During the 1960ies Dereck Roe was engaged to quantify artifact variation across the Acheulian world. Of all of the ratios and measurements calculated by Roe, the essence was the tripartite division of handaxes into Pointed, Ovate and Cleaver forms. The genesis of this paradigm is seen when Roe demonstrated that a typical ficron, ovate and cleaver can have the same figure for the width/length ratio despite their obvious differences in shape. He identified that the major difference between these three shapes is in the position of the maximum width (L₁). ‘From this simple fact emerges the very promising index L₁/L as an indicator of shape’. This classification, which is measured on the basis of the relative position of maximum width of the tool, stems from an arbitrary division of the L₁/L. Ovates were defined by their ratio between 0.351 – 0.550. The wonderful executed 12 cm Long ovate from S-England shown here has a ratio of 0,47. Ovates were common in Britain especially during OIS 11 (Hoxnian).
The significance of morphological variation in Acheulean bifaces has been a central issue in Paleolithic research for over a century. For much of that period interpretation has been dominated by culture-historical models and it is only in the past 20 years that other explanatory factors have received adequate attention. These factors include raw materials, site function, and reduction intensity. These questions have especially been discussed in the UK.
In 1964 Dereck Roe, categorized 38 British sites either belonging to a predominantly ovate or pointed “tradition”. Roe was an “intentionalist”, who proposed that “Traditions” were created by the intention of their makers. This pattern has been repeatedly confirmed by other researchers. Anyhow, it is important to note that each assemblage contains a mixture of both forms. Pointed handaxes comprise, in most cases, no less than 30% of an assemblage, even in ovate dominated sites. In assemblages devoid of cleavers, a group to which all of the UK sites belong, the dominance of either pointed or ovate shapes suggests that the picture is probably much more complex than a clear-cut ‘‘pointed’’ vs. ‘‘broad’’ handaxe shape dichotomy.
We should also remember that Roe used museum collections, which particularly in Britain and France, have been heavily biased by the past practices of both collectors and sometimes excavators where often only the finer bifaces, or those made of more easily identifiable raw materials such as flint, have been retained. Despite Britain having a rich Lower Paleolithic record, the number of recent large-scale excavations is low compared to other parts of Europe. The debate over this UK dichotomy and its sources is ongoing, principally between the proponents of the ‘‘raw-material’’ model and those advocating the ‘‘reduction’’ model.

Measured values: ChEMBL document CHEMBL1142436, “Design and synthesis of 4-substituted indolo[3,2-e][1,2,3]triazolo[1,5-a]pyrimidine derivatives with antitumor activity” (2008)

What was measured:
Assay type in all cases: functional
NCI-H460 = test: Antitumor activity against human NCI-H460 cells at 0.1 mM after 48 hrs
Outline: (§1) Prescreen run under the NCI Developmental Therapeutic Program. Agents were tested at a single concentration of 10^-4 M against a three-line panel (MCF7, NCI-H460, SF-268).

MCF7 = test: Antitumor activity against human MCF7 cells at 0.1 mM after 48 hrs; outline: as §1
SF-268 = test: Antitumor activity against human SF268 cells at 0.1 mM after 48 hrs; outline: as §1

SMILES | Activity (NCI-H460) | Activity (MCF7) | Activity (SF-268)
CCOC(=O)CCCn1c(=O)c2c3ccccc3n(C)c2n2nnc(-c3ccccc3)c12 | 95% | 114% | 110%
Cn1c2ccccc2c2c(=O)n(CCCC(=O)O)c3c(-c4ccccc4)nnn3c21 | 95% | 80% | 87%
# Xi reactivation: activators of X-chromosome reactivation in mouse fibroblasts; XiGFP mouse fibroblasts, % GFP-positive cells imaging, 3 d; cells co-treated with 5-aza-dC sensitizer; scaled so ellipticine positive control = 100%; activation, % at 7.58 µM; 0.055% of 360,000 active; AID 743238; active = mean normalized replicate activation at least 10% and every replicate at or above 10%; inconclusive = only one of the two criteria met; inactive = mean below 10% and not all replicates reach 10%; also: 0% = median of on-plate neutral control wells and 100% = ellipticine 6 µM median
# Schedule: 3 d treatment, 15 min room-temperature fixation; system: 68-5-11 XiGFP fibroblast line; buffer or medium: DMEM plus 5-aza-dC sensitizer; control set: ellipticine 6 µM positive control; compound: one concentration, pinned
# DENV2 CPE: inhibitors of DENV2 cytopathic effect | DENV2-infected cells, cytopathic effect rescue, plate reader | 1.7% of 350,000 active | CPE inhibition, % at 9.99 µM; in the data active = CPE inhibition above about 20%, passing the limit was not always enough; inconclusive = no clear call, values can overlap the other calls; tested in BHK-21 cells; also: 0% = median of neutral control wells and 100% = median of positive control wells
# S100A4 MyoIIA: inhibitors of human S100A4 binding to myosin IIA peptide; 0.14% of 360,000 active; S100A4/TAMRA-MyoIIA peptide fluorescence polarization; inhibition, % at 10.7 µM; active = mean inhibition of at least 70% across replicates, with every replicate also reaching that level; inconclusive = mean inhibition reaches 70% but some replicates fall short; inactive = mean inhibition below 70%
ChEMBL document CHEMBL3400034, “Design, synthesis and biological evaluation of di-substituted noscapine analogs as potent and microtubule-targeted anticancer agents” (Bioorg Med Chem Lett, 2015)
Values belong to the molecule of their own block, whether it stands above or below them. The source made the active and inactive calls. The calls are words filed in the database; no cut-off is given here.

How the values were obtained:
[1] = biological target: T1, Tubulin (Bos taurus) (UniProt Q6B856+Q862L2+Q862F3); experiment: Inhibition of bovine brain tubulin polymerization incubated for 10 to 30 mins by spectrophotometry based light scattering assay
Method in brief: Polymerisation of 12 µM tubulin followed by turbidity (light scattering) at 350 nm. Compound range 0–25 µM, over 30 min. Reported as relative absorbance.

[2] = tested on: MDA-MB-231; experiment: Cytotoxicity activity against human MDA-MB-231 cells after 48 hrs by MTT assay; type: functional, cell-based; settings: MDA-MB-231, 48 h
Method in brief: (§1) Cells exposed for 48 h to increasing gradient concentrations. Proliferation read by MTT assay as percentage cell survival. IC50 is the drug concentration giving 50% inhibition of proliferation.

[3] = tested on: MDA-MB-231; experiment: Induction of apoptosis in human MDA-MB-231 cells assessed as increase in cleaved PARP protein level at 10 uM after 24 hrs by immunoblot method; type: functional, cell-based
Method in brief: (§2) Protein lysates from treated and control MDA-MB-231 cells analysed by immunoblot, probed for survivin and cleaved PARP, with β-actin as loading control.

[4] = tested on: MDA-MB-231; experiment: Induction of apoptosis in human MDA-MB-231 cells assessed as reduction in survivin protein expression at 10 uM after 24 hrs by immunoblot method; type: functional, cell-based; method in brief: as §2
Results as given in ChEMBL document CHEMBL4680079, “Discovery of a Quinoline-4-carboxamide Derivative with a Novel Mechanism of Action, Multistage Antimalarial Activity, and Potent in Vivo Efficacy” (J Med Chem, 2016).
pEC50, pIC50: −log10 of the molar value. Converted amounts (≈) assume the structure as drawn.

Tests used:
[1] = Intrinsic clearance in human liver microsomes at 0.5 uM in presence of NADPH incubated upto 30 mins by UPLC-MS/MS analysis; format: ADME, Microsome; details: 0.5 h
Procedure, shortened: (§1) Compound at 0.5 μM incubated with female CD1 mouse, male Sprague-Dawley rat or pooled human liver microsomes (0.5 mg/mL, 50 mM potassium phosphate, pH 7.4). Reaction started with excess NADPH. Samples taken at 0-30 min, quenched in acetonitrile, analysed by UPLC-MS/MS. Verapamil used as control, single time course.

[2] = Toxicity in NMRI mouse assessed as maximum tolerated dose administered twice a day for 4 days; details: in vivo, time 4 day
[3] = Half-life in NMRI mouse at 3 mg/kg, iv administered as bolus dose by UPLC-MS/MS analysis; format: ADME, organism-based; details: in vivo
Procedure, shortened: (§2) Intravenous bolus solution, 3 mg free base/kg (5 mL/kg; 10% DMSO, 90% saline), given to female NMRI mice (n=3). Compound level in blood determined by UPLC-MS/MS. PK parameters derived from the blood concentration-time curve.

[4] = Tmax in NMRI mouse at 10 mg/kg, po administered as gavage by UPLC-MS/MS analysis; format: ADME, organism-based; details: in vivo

White examined the British bifaces and noted the type of raw material from which they were made. He found a consistent pattern that led him to suggest that variability in raw material size, shape, and quality is behind the shape patterning in these assemblages. Pointed forms tend to be made on smaller, poorer quality raw materials obtained from secondary deposits on river terraces. In these instances, the shape of the nodules often placed constraints on the type of form that could be manufactured. Conversely, rounded forms were generally made on larger, high-quality raw materials obtained from primary sources. Because pointed or ovate forms could have been manufactured in these instances, White takes the analysis a step further, arguing that ovate forms were in fact the preferred form of Britain’s hominids and that pointed forms were simply an accommodation to inferior raw material.
Mc Pherron argues that the bifaces of an assemblage represent different stages of the reduction process. Some will be in the earlier stages of reduction when they enter the archaeological record and others will be nearly exhausted. The model links the intensity of bifacial reduction with variability in biface shape.
If a particular shape was important to these hominids, then one would expect the shape to remain relatively constant despite the diminishing size of the biface. On the other hand, if factors other than shape were more important for their makers, then one might expect shape to gradually change as the biface diminished in size. Mc Pherron argues for the latter assumption: In the reduction sequence large pointed handaxes were eventually resharpened into smaller ovate forms. It remains somewhat unclear, how the reduction process should be quantified without the presence of the complete reduction chain in the archaeological record.
All models of variability in the British Acheulian have their flaws and refer to the simple and abitrary dichotomy of pointed vs. ovate handaxes. While the reduction model fits to some assemblages, it has been falsified on others. Raw material size, shape and quality as the primary factors influencing the form of handaxes seems to fit better to the observed pattering in the UK.
Anyhow, such results can not be easily extrapolated to other regions: Sharon showed that these models are irrelevant to the tools’ morphological variability, at least as far as the Large Flake Acheulian (LFA) in the Middle East and Africa is concerned. It has been demonstrated that raw material constraints had minimal impact on biface shape and size, and that the morphology of LFA handaxes and cleavers cannot be explained by the reduction sequence model, since their minimal retouch shaping strategy ruled out intensive resharpening.
Overall it is hoped, that a multi-modal synthesis of analytical techniques that incorporate a variety of methods may resolve such questions in the future.